Ah, misunderstanding then. My bad.
Its actually Sine, Cosine, and Tangent. There's also Cosecant, Secant, and Cotangent.
It's O.K. though. Some people from my calculus class last year didn't know that either.
In my language we use SOS CAS TOA as a support to remember what each one is used for.
SOS, CAS & TOA Sinus, Cosinus & Tangens in Dutch.
Oh I see. Sorry!
I'm just an ignorant American who knows one language. English.
What is pi? pi is the 'circle constant'. Ok, what's a circle? The reasonable definition is all points equidistant from a given point, the center. The distance being the radius. All math regarding circles, in some way, shape or form, deals with the radius (Unless you're an engineer and you care about diameter, but thats still 2 * r). The primary argument for using tau is that pi doesn't make sense for general use because it's the circumference divided by the diameter, where most people use the radius so we should be using tau because tau, or 2 * pi, is circumference to radius ratio.
Historically, we use pi because the only direct measurement we can make on a circle is the diameter. To this day, in engineering we make measurements using the diameter (which is why engineering will always use pi). Okay, but there are so many equations that use 2pi, so why not just use tau instead? That's right in a sense, but there's an equal, if not greater amount of equations that just use pi. The classic counter-example is the euler formula. Why should we change our system to use e^(1/2 tau * i) + 1 = 0 (or e^(tau * i) - 1 = 0 ... where we lose the negative sign in the identity ) when we can continue to use pi, which makes it so much more appealing aesthetically and practically. Maybe it sounds like cherry-picking, since there are useful equations for tau.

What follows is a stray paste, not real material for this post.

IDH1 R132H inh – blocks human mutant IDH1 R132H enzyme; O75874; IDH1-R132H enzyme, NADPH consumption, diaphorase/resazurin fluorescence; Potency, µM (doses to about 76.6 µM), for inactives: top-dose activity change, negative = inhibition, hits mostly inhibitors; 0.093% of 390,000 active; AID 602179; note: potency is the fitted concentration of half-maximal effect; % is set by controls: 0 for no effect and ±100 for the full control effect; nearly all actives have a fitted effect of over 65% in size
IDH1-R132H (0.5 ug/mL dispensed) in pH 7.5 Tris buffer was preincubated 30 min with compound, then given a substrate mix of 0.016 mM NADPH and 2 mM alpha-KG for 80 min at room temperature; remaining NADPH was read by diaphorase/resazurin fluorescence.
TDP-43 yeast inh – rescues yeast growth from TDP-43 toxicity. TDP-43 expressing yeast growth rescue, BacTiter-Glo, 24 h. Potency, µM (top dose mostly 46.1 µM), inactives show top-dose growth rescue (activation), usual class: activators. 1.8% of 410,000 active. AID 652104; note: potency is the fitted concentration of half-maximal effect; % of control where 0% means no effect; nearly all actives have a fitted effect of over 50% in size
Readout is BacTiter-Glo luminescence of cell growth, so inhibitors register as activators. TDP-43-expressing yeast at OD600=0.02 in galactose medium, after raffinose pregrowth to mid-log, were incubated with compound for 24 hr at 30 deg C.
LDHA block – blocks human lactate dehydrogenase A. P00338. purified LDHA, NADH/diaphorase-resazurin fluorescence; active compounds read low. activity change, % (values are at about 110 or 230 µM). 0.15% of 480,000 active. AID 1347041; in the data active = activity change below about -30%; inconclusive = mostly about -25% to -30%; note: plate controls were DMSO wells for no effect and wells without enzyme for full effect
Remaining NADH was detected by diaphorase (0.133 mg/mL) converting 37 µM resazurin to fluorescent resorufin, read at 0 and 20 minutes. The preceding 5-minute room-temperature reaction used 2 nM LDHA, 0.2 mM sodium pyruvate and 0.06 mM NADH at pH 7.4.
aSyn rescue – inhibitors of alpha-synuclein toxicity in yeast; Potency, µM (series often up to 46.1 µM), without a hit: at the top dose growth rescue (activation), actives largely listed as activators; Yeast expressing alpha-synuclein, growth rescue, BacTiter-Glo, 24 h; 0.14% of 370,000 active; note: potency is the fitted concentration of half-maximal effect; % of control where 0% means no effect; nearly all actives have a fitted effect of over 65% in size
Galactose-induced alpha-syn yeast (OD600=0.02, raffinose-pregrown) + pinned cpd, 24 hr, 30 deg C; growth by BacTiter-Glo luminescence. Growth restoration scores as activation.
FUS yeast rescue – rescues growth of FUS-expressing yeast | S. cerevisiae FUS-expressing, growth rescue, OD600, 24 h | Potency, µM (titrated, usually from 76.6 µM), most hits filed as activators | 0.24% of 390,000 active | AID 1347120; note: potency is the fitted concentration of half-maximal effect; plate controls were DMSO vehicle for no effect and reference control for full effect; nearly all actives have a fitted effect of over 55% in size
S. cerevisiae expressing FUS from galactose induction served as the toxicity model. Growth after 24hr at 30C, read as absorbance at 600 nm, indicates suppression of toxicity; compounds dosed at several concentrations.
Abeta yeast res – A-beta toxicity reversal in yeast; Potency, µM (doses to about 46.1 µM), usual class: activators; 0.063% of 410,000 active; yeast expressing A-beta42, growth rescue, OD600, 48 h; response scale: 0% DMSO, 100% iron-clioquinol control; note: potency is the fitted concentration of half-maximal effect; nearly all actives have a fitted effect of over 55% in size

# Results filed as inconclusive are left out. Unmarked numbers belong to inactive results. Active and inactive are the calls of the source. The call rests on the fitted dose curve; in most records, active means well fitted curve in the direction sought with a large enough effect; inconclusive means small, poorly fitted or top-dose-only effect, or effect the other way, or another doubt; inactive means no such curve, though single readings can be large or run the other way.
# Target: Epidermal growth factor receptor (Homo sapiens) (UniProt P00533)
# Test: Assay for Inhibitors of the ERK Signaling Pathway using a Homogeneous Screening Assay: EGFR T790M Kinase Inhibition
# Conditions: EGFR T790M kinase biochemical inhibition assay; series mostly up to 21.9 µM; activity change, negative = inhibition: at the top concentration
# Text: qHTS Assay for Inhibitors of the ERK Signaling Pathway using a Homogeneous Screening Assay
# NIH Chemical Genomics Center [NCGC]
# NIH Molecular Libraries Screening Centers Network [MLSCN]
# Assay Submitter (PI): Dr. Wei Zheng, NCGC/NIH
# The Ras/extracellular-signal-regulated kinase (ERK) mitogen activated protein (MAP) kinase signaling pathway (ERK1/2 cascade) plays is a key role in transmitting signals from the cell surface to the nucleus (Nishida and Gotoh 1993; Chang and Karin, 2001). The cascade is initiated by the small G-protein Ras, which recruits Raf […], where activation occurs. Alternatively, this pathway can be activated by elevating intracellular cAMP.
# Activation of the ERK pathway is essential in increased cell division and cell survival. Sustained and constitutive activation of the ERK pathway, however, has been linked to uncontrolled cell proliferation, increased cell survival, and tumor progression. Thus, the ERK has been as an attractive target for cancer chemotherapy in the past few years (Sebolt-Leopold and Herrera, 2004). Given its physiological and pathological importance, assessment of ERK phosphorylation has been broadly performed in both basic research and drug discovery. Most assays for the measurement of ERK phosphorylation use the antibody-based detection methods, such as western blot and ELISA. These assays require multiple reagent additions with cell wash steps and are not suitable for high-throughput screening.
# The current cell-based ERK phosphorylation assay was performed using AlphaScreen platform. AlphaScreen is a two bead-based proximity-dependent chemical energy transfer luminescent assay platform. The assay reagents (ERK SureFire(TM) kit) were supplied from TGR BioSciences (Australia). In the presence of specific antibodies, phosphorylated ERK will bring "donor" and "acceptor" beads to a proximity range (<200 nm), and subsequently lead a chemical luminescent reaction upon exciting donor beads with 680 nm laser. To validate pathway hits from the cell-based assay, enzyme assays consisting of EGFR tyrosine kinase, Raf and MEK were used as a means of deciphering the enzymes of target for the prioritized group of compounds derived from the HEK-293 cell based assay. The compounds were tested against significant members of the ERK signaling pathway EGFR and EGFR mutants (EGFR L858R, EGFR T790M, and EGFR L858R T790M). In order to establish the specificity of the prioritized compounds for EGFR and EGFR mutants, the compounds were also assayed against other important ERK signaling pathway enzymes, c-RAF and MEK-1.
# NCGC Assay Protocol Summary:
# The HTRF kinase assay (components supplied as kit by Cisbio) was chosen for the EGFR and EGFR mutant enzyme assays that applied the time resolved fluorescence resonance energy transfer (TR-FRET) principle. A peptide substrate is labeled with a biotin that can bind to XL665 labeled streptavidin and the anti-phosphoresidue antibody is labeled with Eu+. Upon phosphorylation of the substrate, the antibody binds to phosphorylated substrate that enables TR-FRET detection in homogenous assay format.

There are a lot of good arguments for both sides. A lot of the proponents for tau do it to be snobbish and act as if they have something better.. "oh look at this cool thing called tau you are a pleb for using pi". You gain as much as you lose for using tau vs pi, and there is no actual overhaul to the system.
So lets talk about the issue in our context. If you have tau radians, which is an entire revolution, it puts us back where we started... it gets us nowhere at all (LUL). A unit shouldn't represent the whole "thing" (for lack of a better word). Pi is a unit, it's half of a revolution. It's very nuanced... with tau you would be always dividing by 360 instead of 180 (Yuck! Who would use that kind of a unit besides 12 year old call of duty trickshotters?). There's no actual tangible advantage to either method, so why not just use pi, which has been used for millennia? Tau will never replace the well-established pi. It's just too far ingrained. There's no point trying.
TL;DR you have contributed nothing to this thread besides snobbiness because there's no point to switching to tau, especially in this context.
Definitely useful tutorial! Was a Good read
It's pronounced American. Get the language name right
This sounds like the arguments from the Numberphile pi v. tau throwdown, almost verbatim. Freebooting?
Haven't seen such an article. sauce?